8. The Tajae Sharpe training-camp hype was legit.
The fifth-round rookie was making waves in Titans camp from day one, and hit the preseason as a starter in this offense. He ends it not just proving that hype correct, but probably emerging as the team’s No. 1 receiver. Sharpe caught nine of the 12 passes thrown his way for 163 yards, and though he failed to find the end zone, he did have several big plays and clutch catches. For a guy who doesn’t seem to have anything spectacular in his arsenal, Sharpe does everything well.
9. Dallas found a backup QB at the right time.
Tony Romo is always one play away from a significant injury that puts him out of action—and the Cowboys' season in peril. Usually that hit comes during the regular season, but this time it came before opening day. Luckily, the Cowboys look to have struck gold in Dak Prescott, a rookie fourth-round QB who has had an excellent preseason. After the first game, he had won the backup job, and by the end of the second, he had people excited about his potential. He ends the preseason having completed 78.0 percent of his passes with a passer rating under pressure of 127.3—which is just as well, because he is the Cowboys' Week 1 starter.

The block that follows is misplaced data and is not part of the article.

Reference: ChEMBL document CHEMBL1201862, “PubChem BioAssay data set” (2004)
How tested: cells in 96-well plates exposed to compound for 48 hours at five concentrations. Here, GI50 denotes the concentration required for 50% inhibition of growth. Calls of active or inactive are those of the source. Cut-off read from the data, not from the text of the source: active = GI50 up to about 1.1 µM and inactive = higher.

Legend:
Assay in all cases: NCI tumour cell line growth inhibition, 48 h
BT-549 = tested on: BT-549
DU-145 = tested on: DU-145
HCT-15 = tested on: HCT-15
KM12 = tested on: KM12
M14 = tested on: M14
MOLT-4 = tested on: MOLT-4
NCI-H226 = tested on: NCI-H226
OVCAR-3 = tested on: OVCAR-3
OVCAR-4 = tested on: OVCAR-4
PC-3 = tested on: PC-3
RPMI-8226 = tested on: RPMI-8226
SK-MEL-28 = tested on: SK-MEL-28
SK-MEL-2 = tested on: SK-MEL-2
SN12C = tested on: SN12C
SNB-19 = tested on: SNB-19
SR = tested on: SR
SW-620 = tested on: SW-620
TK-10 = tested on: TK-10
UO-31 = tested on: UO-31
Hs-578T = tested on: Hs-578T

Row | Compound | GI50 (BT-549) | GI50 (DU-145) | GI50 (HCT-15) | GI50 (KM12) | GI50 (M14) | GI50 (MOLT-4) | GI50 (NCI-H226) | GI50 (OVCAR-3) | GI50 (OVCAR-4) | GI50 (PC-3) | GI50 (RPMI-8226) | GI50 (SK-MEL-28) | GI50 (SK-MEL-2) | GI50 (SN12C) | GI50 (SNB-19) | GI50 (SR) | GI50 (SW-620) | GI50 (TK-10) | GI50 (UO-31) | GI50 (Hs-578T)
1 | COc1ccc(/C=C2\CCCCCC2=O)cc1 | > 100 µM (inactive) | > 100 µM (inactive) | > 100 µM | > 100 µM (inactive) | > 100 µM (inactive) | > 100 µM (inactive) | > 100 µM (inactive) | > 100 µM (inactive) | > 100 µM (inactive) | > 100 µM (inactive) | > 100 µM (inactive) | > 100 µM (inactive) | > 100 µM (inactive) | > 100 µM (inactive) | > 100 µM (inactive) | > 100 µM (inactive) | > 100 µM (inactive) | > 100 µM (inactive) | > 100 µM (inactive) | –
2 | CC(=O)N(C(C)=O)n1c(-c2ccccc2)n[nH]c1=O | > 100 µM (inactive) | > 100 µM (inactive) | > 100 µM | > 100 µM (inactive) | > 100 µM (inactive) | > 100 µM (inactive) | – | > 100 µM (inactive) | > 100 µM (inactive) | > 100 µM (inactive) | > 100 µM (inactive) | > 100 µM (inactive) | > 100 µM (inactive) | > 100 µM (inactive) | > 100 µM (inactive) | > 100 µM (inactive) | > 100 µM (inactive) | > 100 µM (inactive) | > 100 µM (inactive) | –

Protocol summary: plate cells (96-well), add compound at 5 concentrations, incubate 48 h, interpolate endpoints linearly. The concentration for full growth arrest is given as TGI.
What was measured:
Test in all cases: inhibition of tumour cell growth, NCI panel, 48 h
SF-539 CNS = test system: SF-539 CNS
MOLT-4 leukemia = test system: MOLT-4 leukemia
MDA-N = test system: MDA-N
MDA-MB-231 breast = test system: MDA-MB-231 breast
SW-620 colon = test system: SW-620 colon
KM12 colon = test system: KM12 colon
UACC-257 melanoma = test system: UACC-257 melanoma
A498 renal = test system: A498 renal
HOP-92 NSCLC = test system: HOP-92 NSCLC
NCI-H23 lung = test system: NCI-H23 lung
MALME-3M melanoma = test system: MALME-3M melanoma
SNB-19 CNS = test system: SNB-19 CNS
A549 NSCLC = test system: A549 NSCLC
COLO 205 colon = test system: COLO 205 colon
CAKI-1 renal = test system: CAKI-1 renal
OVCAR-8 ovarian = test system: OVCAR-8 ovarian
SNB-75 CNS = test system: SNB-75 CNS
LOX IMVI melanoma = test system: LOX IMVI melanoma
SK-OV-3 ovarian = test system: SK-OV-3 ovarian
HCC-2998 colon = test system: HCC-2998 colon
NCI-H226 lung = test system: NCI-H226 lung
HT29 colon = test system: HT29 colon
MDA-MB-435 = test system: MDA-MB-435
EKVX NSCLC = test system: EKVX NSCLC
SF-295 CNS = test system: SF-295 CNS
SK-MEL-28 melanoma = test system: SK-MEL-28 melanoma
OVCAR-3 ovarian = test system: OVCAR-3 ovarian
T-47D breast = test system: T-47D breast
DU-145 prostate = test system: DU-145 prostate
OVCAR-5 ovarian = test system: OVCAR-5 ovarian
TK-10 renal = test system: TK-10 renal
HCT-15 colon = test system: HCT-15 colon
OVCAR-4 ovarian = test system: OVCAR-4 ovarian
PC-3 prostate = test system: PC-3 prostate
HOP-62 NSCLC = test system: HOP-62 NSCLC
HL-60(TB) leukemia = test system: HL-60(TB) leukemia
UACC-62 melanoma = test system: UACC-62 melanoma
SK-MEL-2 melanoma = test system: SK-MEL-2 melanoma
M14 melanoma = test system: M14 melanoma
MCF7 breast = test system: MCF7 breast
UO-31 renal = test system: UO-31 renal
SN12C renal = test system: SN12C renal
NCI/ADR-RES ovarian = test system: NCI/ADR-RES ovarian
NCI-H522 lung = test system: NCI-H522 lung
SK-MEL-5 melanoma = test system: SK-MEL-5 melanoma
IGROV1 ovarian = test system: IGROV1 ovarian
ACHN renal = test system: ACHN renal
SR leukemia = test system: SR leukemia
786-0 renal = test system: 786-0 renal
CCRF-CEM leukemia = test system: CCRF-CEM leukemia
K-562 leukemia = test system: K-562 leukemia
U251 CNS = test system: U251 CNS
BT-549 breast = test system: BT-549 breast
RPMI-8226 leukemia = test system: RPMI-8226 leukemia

10. The preseason is a week too long.
The NFL preseason is a necessary evil, but it only makes sense to get players ready for the regular season if they’re actually playing in the games. The final preseason game has long been one in which the majority of starters are rested, but now teams are treating the second preseason game as more of the same, and even the third preseason game—the one typically the closest to live regular-season action—is seeing starters take just a quarter of football before retiring to the bench. At this point, we could easily dial it back and accomplish the same things in just three games.